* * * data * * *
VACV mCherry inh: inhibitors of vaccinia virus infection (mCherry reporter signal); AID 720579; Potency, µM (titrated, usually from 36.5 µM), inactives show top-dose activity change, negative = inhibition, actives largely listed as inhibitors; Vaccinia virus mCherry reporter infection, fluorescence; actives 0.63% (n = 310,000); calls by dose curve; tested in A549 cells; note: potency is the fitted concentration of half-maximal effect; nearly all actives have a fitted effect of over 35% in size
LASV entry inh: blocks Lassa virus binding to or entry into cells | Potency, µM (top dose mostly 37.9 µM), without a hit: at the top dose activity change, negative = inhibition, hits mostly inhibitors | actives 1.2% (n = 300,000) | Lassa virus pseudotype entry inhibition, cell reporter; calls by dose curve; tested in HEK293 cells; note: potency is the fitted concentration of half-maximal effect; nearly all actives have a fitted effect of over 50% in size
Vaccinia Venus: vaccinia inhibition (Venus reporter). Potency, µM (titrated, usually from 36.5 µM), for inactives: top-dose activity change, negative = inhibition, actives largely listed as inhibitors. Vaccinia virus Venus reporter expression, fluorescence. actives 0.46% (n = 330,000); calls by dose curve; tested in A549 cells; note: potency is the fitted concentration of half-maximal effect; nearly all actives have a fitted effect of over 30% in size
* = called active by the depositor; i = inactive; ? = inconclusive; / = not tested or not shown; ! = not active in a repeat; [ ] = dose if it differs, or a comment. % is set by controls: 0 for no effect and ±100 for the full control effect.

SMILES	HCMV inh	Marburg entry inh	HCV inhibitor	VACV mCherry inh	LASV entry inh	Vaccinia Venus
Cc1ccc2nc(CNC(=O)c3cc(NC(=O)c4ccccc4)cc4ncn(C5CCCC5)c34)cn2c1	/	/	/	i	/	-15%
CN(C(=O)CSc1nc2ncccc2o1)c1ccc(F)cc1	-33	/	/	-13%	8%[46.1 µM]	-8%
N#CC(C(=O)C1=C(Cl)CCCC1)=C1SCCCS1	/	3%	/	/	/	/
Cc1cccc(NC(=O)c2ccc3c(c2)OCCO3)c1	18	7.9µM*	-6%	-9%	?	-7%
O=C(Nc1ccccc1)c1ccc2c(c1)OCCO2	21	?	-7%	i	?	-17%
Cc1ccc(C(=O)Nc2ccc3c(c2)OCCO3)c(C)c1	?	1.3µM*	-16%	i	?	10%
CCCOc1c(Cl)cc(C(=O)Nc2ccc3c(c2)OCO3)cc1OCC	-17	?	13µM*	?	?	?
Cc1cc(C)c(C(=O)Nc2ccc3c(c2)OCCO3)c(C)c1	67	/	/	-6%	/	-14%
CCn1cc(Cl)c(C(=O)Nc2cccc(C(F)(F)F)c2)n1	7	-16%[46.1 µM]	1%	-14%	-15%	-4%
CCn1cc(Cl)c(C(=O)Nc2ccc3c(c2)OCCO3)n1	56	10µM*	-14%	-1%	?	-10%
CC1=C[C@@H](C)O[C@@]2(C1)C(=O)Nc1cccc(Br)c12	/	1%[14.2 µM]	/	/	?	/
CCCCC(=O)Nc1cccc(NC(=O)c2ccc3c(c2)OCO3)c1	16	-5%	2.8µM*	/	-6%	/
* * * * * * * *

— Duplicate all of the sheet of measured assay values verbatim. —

VACV mCherry inh: inhibitors of vaccinia virus infection (mCherry reporter signal); AID 720579; Potency, µM (titrated, usually from 36.5 µM), inactives show top-dose activity change, negative = inhibition, actives largely listed as inhibitors; Vaccinia virus mCherry reporter infection, fluorescence; actives 0.63% (n = 310,000); calls by dose curve; tested in A549 cells; note: potency is the fitted concentration of half-maximal effect; nearly all actives have a fitted effect of over 35% in size
LASV entry inh: blocks Lassa virus binding to or entry into cells | Potency, µM (top dose mostly 37.9 µM), without a hit: at the top dose activity change, negative = inhibition, hits mostly inhibitors | actives 1.2% (n = 300,000) | Lassa virus pseudotype entry inhibition, cell reporter; calls by dose curve; tested in HEK293 cells; note: potency is the fitted concentration of half-maximal effect; nearly all actives have a fitted effect of over 50% in size
Vaccinia Venus: vaccinia inhibition (Venus reporter). Potency, µM (titrated, usually from 36.5 µM), for inactives: top-dose activity change, negative = inhibition, actives largely listed as inhibitors. Vaccinia virus Venus reporter expression, fluorescence. actives 0.46% (n = 330,000); calls by dose curve; tested in A549 cells; note: potency is the fitted concentration of half-maximal effect; nearly all actives have a fitted effect of over 30% in size
* = called active by the depositor; i = inactive; ? = inconclusive; / = not tested or not shown; ! = not active in a repeat; [ ] = dose if it differs, or a comment. % is set by controls: 0 for no effect and ±100 for the full control effect.

SMILES	HCMV inh	Marburg entry inh	HCV inhibitor	VACV mCherry inh	LASV entry inh	Vaccinia Venus
Cc1ccc2nc(CNC(=O)c3cc(NC(=O)c4ccccc4)cc4ncn(C5CCCC5)c34)cn2c1	/	/	/	i	/	-15%
CN(C(=O)CSc1nc2ncccc2o1)c1ccc(F)cc1	-33	/	/	-13%	8%[46.1 µM]	-8%
N#CC(C(=O)C1=C(Cl)CCCC1)=C1SCCCS1	/	3%	/	/	/	/
Cc1cccc(NC(=O)c2ccc3c(c2)OCCO3)c1	18	7.9µM*	-6%	-9%	?	-7%
O=C(Nc1ccccc1)c1ccc2c(c1)OCCO2	21	?	-7%	i	?	-17%
Cc1ccc(C(=O)Nc2ccc3c(c2)OCCO3)c(C)c1	?	1.3µM*	-16%	i	?	10%
CCCOc1c(Cl)cc(C(=O)Nc2ccc3c(c2)OCO3)cc1OCC	-17	?	13µM*	?	?	?
Cc1cc(C)c(C(=O)Nc2ccc3c(c2)OCCO3)c(C)c1	67	/	/	-6%	/	-14%
CCn1cc(Cl)c(C(=O)Nc2cccc(C(F)(F)F)c2)n1	7	-16%[46.1 µM]	1%	-14%	-15%	-4%
CCn1cc(Cl)c(C(=O)Nc2ccc3c(c2)OCCO3)n1	56	10µM*	-14%	-1%	?	-10%
CC1=C[C@@H](C)O[C@@]2(C1)C(=O)Nc1cccc(Br)c12	/	1%[14.2 µM]	/	/	?	/
CCCCC(=O)Nc1cccc(NC(=O)c2ccc3c(c2)OCO3)c1	16	-5%	2.8µM*	/	-6%	/